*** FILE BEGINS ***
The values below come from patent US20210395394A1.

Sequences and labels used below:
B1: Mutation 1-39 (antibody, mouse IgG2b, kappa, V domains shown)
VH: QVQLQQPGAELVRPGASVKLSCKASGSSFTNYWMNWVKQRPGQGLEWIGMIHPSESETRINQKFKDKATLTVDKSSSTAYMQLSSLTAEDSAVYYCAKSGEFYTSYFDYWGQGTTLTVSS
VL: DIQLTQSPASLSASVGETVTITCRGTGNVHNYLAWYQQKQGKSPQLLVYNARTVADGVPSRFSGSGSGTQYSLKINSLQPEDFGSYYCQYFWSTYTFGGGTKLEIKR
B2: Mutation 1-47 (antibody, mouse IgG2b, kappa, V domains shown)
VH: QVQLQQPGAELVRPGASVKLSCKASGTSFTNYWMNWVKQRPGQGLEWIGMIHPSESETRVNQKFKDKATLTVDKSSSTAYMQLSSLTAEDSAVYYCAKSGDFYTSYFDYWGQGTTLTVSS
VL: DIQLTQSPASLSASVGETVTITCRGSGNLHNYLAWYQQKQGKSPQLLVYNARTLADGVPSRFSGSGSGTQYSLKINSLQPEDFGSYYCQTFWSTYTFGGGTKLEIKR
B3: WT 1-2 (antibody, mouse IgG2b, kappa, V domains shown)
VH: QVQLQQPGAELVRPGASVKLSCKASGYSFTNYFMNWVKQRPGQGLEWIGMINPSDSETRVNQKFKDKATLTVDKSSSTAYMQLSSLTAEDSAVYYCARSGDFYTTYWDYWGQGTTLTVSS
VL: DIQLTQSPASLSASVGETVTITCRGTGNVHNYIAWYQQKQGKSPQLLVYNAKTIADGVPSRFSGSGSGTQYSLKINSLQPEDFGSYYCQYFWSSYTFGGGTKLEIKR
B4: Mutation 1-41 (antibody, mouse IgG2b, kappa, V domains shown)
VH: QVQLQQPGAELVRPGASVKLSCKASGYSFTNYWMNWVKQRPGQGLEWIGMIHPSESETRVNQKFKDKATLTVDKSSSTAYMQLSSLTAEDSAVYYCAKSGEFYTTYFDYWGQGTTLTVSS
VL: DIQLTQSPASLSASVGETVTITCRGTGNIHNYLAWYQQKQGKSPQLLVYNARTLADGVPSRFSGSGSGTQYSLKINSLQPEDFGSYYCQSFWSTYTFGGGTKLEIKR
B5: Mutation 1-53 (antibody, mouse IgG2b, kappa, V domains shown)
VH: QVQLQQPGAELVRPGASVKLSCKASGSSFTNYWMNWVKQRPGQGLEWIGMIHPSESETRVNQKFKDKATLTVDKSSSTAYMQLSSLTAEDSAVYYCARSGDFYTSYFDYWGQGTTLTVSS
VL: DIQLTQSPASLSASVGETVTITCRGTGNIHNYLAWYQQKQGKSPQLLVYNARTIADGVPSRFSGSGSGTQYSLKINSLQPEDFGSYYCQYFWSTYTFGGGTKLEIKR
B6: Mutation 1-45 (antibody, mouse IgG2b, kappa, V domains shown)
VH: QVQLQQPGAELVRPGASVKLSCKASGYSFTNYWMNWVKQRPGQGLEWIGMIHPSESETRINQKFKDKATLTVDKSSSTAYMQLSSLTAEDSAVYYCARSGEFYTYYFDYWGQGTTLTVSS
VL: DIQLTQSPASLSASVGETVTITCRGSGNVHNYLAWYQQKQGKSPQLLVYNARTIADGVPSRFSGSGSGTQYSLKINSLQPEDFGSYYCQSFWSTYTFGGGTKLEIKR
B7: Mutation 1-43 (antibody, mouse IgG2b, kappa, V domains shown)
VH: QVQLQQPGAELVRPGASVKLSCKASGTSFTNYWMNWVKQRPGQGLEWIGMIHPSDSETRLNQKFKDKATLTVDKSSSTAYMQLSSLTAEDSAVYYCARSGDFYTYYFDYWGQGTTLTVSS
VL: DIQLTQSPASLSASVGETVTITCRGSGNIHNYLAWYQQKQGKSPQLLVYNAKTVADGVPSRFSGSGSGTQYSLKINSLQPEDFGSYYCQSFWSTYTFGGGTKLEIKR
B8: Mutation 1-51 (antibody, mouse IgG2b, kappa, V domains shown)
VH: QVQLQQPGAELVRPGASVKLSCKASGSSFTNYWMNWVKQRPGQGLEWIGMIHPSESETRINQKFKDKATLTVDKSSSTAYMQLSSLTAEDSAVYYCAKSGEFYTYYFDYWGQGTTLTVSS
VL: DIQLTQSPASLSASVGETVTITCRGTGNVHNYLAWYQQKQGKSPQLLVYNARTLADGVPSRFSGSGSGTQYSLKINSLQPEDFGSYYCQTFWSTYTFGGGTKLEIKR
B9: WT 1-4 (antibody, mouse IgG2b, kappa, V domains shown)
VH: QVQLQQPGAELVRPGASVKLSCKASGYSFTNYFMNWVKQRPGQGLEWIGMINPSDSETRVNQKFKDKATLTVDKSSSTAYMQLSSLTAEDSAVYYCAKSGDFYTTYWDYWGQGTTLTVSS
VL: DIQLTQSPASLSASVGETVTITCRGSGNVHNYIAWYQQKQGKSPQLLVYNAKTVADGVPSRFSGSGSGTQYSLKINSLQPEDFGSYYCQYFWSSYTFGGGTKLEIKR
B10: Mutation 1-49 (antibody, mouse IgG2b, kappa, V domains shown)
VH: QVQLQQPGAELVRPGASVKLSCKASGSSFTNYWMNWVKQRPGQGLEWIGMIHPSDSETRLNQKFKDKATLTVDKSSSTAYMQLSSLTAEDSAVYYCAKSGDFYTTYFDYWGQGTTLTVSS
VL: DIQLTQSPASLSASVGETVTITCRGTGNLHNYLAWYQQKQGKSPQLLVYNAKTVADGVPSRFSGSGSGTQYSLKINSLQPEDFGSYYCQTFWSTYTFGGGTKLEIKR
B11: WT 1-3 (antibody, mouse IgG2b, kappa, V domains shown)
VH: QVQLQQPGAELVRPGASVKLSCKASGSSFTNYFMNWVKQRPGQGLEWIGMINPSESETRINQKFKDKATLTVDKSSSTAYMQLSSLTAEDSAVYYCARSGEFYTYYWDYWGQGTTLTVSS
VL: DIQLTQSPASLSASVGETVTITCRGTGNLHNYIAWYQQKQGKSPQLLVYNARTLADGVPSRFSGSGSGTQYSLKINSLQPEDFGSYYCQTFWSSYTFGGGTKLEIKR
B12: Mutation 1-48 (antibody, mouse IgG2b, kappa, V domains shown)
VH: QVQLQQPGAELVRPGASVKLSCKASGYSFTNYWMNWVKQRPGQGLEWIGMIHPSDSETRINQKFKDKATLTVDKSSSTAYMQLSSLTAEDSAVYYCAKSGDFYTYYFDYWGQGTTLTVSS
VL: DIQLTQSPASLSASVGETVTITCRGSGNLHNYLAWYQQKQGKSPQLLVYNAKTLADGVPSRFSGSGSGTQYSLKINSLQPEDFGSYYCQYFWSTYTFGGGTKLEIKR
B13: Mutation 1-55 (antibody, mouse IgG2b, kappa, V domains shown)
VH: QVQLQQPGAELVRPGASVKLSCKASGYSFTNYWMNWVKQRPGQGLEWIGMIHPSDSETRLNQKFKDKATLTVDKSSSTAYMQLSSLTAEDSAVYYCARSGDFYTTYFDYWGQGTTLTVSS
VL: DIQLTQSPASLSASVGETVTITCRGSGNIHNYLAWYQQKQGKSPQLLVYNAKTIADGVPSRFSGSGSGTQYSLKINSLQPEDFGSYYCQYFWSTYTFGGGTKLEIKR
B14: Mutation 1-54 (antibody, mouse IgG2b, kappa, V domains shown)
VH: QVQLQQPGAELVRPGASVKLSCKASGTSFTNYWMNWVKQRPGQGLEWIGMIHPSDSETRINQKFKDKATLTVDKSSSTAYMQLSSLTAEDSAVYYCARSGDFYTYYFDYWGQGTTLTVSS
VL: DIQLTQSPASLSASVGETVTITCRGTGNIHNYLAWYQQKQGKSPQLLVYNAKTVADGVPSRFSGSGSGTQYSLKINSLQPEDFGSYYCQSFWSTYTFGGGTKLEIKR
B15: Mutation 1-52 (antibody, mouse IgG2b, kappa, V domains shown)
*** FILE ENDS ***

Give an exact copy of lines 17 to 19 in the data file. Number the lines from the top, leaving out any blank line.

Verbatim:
VL: DIQLTQSPASLSASVGETVTITCRGTGNIHNYLAWYQQKQGKSPQLLVYNARTIADGVPSRFSGSGSGTQYSLKINSLQPEDFGSYYCQYFWSTYTFGGGTKLEIKR
B6: Mutation 1-45 (antibody, mouse IgG2b, kappa, V domains shown)
VH: QVQLQQPGAELVRPGASVKLSCKASGYSFTNYWMNWVKQRPGQGLEWIGMIHPSESETRINQKFKDKATLTVDKSSSTAYMQLSSLTAEDSAVYYCARSGEFYTYYFDYWGQGTTLTVSS